In many ways, Com21 Inc. hopes to go back to the beginning. Facing a large debt load and dwindling prospects for Data Over Cable Service Interface Specification products, the longtime cable data-gear vendor is jettisoning that business as it enters Chapter 11 bankruptcy.
If creditors and a U.S. bankruptcy court judge approve, the company will re-emerge as a video technology start-up, developing systems aimed at the burgeoning digital television and video-on-demand markets.
It's the latest turn of events for the beleaguered Milpitas, Calif., company, which for more than a year has struggled to climb out of a $30 million debt hole that opened when the so-called new Internet economy went bust.
"Com21 made some very aggressive growth decisions, and unfortunately the market went the other way shortly thereafter," Com21 CEO George Merrick said.
The company's direction changed in May, when it inked an original-equipment manufacturing deal with Arris Group Inc. The arrangement allowed Arris to rebrand and sell Com21's DOXcontroller 1000XB cable-modem termination system.
It didn't take long for Arris to make an offer to buy the technology outright. And to ensure the assets would be lien-free, Com21 filed for Chapter 11 reorganization.
Arris sealed the pact last week to pick up the assets for a mere $2.8 million, pending bankruptcy-court approval.
About 45 Com21 employees will also move to Arris.
"In one sense, it is good that Arris saw the technology and I'm pleased that the technology will carry on," Merrick said. "It's a great CMTS and we've had fantastic success with it, and at least some share of the Com21 employees will find a good home. But unfortunately the downside of it is, a lot of employees will have to leave."
The bankruptcy does provide Com21 with an opportunity to change course. The pending reorganization plan, to be presented to creditors and the bankruptcy court in the next 30 days or so, will propose reforming the company around the digital-video headend technology it has been developing for the past year.
To that end, Com21 is working on a deal to sell off its cable-modem business to Taiwanese modem maker CastleNet Technology Inc., which also had become a Com21 product reseller.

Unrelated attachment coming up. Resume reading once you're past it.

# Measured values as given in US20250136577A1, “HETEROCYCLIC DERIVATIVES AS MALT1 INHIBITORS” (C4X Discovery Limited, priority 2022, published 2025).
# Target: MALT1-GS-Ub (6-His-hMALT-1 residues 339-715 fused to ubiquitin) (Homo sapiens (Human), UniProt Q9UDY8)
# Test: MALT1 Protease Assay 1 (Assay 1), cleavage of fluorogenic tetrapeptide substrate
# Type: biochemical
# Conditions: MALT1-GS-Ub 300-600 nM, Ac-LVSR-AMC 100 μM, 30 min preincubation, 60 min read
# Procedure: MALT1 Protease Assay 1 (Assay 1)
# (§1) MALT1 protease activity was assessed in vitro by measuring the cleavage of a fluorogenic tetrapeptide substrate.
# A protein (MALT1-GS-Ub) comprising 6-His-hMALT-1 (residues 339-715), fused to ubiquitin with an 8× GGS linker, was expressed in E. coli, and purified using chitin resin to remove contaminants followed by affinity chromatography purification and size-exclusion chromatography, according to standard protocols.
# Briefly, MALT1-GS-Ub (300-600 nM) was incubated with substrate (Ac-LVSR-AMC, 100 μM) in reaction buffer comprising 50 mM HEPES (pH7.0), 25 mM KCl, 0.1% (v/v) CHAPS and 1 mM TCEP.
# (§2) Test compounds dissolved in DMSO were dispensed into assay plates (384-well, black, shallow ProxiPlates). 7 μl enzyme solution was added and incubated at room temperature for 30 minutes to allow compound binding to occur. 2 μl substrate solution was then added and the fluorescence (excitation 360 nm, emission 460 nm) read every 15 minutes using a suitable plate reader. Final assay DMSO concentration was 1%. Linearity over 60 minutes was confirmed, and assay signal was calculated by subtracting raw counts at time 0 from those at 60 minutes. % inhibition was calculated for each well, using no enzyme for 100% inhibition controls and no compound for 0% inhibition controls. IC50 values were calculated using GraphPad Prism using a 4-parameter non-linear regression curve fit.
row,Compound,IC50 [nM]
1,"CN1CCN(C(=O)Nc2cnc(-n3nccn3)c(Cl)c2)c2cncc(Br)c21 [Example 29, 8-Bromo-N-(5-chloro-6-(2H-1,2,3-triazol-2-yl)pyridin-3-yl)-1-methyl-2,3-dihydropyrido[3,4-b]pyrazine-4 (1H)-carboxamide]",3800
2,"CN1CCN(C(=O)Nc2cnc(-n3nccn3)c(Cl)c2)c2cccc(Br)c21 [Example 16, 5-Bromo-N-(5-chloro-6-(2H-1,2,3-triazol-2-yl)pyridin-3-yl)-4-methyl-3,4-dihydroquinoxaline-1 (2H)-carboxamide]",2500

"The [intellectual property] of DOCSIS is a pool kind of thing, so there is not really any IP to sell anybody. It's a little bit of know-how, and I believe some of our now ex-employees are going to join them," Merrick said. "There's no huge fanfare there, but that is sort of where the DOCSIS modem business is going to end up."
If the creditors and court approve, once the transactions and the reorganization are complete, Com21 will re-emerge as a small project team working on the video headend project.
Even if the plan is approved, there are still plenty of hurdles. Com21 must still gather funding to support the project, and there are video issues to complicate the development work, such as conditional access and set-top box strategies.
"But that's what we saw over a year ago when we started the video project," Merrick noted. "That was the opportunity we saw — the transition to digital and the need to basically outdo satellite and take advantage of all of this two-way plant upgrade that has happened over the last five to 10 years."
Com21 will also face challenges from several already-established video technology players. But Merrick pointed to Com21's existing relationship with MSOs as a counterbalance.
"I would almost expect we will have delays, given the uncontrolled nature of this," he said, referring to the added complications of the bankruptcy and reorganization. "But by the same token, we are still close to the operators.
"We still have a technical advisory board that is very well-entrenched in the cable industry. We are very close to [Cable Television Laboratories Inc.], so I would say we have a very good handle on what's going on. The talk is far ahead of the technology."
On the funding front, Com21 has seen some interest from potential investors for its video project, Merrick noted. With the debt issue resolved via Chapter 11, the hope is these investors will be more willing to come forward.
"We've overcome that in maybe absolutely the worst possible way, but going forward we won't have the burden of those liabilities around our neck and it does make it more attractive to find capital," Merrick said. "We will make some contact with some of the venture capitalists who were early investors in Com 21 — they are still friends of the company, and they still know what we are capable of doing."
That potential is also enough for Merrick to stick with the company through the transition.
"I'm enthusiastic about it; I believe there is a real opportunity there," he said. "It's definitely happening — this is not Com21 or me coming up with a plan that says, 'I'm going to invent this technology and then go see if anyone wants to buy it.'
"The plans are clear. There is going to be huge investment in video and VOD applications in the next few years."